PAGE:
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A note from Neurologist-in-Chief Scott Pomeroy, MD, PhD

Scott Pomeroy, MD, PhD

Dear colleagues:

As we dive into a new year, I’d like to share our Neurology news and faculty updates since our last issue.

Faculty news and awards

It’s my pleasure to congratulate two of Boston Children’s rock star neuroscientists on a major accomplishment. Beth Stevens, PhD and Elizabeth Engle, MD have been elected to the National Academy of Medicine for their contributions to medical science. Dr. Stevens is recognized for her transformative work with microglia, elevating what were once considered support cells to important players in diseases like schizophrenia, which are characterized by synapse loss. Dr. Engle heads the only lab in the world studying the genetic underpinnings of eye-movement disorders. Her work has identified mutations causing both common and rare disorders and has provided a greater understanding of the functioning of cranial nerves.

Zhigang He, PhD, BM, was the recipient of the Reeve-Irvine Medal for critical contributions to the field of spinal cord repair. Dr. He presented his talk, entitled Viral vectors for gene modifications to enable regeneration after spinal cord injury, at the 2019 Reeve-Irvine Medal Symposium in November.

The Fondation Pour l'Audition awarded Jeffrey Holt, PhD, the 2019 Scientific Grand Prize for the discovery of the function of TMC1, the pore-forming subunit of the hair cell transduction channel that converts sound into electrical signals. Watch this video about Dr. Holt and his work.

Gwenaelle Géléoc, PhD has accepted the position of Director of Student Affairs for the graduate program in Speech and Hearing Bioscience and Technology (SHBT) at Harvard University.

New grants and projects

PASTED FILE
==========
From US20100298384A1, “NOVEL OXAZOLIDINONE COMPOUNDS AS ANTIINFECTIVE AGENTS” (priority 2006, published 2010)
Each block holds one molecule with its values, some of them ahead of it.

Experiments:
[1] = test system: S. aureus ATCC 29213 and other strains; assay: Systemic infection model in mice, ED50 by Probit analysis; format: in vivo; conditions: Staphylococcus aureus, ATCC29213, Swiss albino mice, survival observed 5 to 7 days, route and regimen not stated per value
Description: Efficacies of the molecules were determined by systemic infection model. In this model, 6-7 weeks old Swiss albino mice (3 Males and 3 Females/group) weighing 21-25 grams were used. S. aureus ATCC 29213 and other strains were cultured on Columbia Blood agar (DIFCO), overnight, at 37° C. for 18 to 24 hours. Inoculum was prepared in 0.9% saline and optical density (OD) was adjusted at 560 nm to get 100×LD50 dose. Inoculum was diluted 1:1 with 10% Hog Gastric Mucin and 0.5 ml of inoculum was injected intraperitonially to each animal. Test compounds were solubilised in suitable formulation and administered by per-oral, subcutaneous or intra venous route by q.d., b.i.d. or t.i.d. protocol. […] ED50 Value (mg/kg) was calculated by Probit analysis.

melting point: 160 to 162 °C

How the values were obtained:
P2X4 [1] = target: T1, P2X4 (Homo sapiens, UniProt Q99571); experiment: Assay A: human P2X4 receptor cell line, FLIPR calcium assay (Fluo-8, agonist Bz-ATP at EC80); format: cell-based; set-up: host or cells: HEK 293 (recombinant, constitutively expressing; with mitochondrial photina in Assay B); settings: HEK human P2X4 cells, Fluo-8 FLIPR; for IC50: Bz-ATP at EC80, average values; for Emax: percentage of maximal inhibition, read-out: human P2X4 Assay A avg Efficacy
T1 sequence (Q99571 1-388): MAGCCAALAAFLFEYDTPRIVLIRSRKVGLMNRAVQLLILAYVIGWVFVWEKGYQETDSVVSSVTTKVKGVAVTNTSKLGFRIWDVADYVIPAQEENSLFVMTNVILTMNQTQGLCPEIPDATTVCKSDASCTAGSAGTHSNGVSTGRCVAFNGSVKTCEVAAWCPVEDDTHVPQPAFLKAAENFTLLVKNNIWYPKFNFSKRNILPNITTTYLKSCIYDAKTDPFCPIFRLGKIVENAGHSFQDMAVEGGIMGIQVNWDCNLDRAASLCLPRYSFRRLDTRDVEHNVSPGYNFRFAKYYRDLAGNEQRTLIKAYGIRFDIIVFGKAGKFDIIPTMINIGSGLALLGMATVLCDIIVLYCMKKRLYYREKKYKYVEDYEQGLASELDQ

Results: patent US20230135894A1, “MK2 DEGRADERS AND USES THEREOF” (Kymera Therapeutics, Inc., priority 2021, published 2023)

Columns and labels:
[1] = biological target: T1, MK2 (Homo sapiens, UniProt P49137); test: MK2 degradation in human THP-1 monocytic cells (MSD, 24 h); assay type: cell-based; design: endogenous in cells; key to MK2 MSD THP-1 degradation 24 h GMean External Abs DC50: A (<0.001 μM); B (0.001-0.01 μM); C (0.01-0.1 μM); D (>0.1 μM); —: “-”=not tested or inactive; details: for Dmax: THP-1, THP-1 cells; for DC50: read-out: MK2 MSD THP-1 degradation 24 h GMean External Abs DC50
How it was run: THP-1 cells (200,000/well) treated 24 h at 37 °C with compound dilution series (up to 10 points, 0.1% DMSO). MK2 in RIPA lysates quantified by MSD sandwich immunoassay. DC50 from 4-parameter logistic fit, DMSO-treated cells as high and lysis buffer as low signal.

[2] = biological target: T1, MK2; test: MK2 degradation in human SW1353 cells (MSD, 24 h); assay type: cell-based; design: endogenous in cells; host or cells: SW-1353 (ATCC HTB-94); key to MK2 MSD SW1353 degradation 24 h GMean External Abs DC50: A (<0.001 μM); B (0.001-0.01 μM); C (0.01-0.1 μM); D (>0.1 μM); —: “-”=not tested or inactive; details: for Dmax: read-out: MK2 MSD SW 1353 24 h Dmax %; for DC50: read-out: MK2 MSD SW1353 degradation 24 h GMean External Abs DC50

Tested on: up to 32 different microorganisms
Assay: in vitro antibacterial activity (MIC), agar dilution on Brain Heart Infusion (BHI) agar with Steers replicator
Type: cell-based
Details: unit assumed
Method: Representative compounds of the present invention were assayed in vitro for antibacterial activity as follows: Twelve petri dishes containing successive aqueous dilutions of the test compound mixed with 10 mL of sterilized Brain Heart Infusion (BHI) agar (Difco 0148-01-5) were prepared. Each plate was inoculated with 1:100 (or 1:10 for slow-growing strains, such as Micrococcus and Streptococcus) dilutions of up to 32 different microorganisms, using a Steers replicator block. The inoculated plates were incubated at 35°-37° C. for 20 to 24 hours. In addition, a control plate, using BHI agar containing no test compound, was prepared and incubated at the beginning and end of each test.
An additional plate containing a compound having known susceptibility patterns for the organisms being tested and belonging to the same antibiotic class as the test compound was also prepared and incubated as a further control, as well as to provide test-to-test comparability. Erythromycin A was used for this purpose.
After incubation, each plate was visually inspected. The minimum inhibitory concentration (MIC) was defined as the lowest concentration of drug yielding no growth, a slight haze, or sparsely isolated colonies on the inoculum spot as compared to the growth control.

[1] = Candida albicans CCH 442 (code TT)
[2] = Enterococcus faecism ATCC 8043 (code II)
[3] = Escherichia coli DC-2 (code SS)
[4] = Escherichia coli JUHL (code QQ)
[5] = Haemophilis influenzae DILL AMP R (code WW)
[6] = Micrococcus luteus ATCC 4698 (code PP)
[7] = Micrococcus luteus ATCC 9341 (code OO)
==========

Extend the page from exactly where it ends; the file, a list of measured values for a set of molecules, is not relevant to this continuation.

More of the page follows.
Clifford Woolf, MB, BCh, PhD, and collaborators including Peter Sorger, PhD, and Bruce Bean, PhD (Harvard Medical School) were awarded a grant from the Defense Advanced Research Projects Agency (DARPA) for their project, which endeavors to develop non-opioid treatments for pain. More on the project here.

Zhigang He and collaborator Kuan Hong Wang, PhD, University of Rochester Medical Center, were awarded an NIH/NCCIH grant to identify neural mechanisms involved in cannabinoid signaling in order to optimize cannabinoids’ analgesic effects. Insights obtained from the study should be useful in designing novel strategies for neuropathic pain treatment.

Tom Schwarz, PhD, was awarded an NIH/NINDS R37 grant for a study that seeks to understand the role of kinetochore proteins in the formation of synaptic terminals, dendrites, and dendritic spines. We reported some of his related work last year.

Mustafa Sahin, MD, PhD, also received funding from NIH to investigate the underlying causes of autism spectrum disorder and intellectual disability by comparing the disease pathophysiology of genetic subsets of ASD, specifically TSC1/2, PTEN, and SHANK3, in hopes of discovering therapeutic targets.

Lastly, several Boston Children’s physicians including Mustafa Sahin and David Miller, MD, PhD, with collaborators in the NDD Exome Scoping Review Work Group, released a consensus statement recommending exome sequencing over chromosomal microarray for evaluation of explained neurodevelopmental disorders.

Thanks for your interest. As always, please reach out with any questions or comments.

Sincerely yours,
Scott L. Pomeroy, MD, PhD, FAAN, FANA

Scott Pomeroy

Neurologist-in-Chief
617-355-6386
scott.pomeroy@childrens.harvard.edu